Fidaa died on 11 November 2009. The Israeli Authorities approved her request on 12 November 2009, three days after her hospital appointment and one day after her death.


Supplies of drugs and disposables have generally been allowed into Gaza. However, there are often shortages on the ground mainly because of shortfalls in deliveries. The table below shows the drugs and disposables that are out of stock as a percentage of the essental list. The essential drugs list contains 480 items, and the medical disposables list is 700 items.

Delays of up to 2-3 months occur on the importation of certain types of medical equipment, such as x-ray machines and electronic devices. Clinical staff frequently lack the medical equipment they need. Medical devices are often broken, missing spare parts or out of date.


    - Health professionals in Gaza have been cut off from the outside world. Since 2000, very few doctors, nurses or technicians have been able to leave the Strip for training eg to update their clinical skills or to learn about new medical technology. This is severely undermining their ability to provide quality health care. An effective health care system cannot be sustained in isolation from the international community.

    - During the health strike from end August to end December 2008, an estimated 1750 doctors, nurses and non-clinical staff from hospitals and health clinics went on strike and many of their jobs were filled by new people recruited by the de facto authority. Many of the staff who went on strike have not returned to their jobs

    - In August 2008, two thirds of hospitals in Gaza had no maintenance staff. All Gaza hospitals . except the two in Rafah – now have engineers and technicians in post. But three quarters of technicians surveyed by WHO West Bank and Gaza in May 20091 had been in post for less than one year. Whilst half of the engineers had been trained in medical equipment maintenance, only one in four technicians had had any specific training.

    - In medical schools and public health programs, curriculum development processes do not reach international standards.


Rising unemployment (41.5 percent of Gaza’s workforce in the first quarter of 20092) and poverty (in May 2008, 70 percent of the families were living on an income of less than one dollar a day per person3) is likely to have long term adverse effects on the physical and mental health of the population.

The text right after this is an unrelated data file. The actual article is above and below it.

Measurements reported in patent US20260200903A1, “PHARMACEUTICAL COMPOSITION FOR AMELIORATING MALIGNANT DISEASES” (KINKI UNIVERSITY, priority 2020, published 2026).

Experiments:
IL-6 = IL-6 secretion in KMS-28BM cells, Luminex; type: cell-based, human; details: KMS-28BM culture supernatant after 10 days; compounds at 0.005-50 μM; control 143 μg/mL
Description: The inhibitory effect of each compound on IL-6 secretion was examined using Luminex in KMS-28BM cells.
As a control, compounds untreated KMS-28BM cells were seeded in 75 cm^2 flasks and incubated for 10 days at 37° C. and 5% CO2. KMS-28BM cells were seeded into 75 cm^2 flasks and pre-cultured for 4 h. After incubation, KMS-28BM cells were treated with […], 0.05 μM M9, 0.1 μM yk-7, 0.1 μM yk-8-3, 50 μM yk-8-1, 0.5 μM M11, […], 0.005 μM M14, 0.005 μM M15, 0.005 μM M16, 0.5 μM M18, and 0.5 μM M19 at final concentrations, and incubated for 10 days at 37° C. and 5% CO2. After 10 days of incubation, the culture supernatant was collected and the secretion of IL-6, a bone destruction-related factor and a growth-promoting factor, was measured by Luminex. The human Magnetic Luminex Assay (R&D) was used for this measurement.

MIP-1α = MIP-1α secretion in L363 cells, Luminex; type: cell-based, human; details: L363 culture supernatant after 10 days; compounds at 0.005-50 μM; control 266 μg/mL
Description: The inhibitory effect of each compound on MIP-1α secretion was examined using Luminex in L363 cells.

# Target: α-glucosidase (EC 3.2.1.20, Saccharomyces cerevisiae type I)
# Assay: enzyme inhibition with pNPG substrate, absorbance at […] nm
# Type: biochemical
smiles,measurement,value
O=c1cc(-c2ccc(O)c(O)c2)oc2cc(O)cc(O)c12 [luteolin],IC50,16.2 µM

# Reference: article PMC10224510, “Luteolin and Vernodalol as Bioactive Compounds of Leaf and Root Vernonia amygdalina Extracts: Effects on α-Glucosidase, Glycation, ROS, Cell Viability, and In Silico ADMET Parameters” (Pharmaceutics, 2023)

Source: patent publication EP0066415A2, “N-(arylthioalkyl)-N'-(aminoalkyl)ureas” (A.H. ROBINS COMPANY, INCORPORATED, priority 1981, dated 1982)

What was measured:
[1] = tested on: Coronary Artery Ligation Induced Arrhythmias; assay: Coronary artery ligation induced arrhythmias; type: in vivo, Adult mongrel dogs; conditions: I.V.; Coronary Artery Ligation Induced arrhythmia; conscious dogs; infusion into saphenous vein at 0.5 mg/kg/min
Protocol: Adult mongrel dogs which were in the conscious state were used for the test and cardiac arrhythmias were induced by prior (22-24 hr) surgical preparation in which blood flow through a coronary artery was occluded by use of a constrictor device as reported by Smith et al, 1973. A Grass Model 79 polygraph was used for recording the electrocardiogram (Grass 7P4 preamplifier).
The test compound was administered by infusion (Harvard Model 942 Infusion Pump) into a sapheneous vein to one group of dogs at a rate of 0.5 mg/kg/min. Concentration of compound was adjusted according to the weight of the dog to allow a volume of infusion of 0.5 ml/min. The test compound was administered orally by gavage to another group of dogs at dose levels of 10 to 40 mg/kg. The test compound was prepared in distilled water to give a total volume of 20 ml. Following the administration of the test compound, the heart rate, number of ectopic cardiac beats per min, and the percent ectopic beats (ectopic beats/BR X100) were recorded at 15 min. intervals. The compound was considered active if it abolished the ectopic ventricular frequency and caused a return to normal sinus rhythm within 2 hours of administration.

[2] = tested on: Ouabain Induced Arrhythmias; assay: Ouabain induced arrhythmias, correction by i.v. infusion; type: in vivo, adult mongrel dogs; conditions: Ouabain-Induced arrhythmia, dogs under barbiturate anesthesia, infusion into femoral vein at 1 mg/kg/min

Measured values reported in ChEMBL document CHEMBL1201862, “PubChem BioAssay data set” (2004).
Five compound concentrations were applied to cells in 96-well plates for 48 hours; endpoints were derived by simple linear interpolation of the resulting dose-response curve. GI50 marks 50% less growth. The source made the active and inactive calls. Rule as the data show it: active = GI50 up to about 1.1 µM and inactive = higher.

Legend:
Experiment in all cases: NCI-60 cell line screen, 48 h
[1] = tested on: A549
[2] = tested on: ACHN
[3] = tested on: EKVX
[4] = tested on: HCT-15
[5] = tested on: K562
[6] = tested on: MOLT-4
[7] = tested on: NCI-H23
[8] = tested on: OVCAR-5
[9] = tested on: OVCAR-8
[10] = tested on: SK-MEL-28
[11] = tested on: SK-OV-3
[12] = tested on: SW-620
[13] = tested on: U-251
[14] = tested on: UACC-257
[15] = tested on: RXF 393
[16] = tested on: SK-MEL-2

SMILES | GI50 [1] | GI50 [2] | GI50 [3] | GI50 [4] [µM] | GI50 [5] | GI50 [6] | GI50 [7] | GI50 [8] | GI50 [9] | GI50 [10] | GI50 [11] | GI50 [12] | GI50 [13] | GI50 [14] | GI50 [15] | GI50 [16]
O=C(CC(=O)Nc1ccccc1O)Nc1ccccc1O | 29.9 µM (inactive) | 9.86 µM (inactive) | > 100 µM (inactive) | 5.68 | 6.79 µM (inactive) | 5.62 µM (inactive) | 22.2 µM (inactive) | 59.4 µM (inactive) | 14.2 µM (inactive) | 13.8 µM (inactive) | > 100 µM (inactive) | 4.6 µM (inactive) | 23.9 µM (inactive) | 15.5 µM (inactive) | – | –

The increasing salinity and high levels of nitrates in water supplies from the over-extraction of the ground water and the intrusion of salt water is a major concern for the safety of drinking water, particularly for children they are most vulnerable to high nitrate levels4. Salinity levels in water wells in most parts of the Gaza Strip are above the 250 mg/liter limit established by WHO, and nitrate concentrations exceed WHO guidelines of 50 mg/liter (up to 331 mg/l).


    - 16 health workers killed and 25 injured on duty
      • 15 of 27 Gaza’s hospitals
      • 43 of its 110 Primary Health Care services
      • 29 of its 148 ambulances
  • - Damaged health services infrastructure:

    - The lack of building materials is affecting essential health facilities: the new surgical wing in Gazafs main Shifa hospital has remained unfinished since 2006. Hospitals and primary care facilities, damaged during operation eCast Leadf, have not been rebuilt because construction materials are not allowed into Gaza.

1 WHO. Gaza hospitals: medical devices maintenance. July 2009.
2 OCHA, Special Focus August 2009, Locked in: The humanitarian Impact of two years of blockade on the Gaza Strip
3 OCHA, Special Focus August 2009, Locked in: The humanitarian Impact of two years of blockade on the Gaza Strip
4 UNEP report “Environmental Assessment of the Gaza Strip following the escalation of hostilities in December 2008 – January 2009”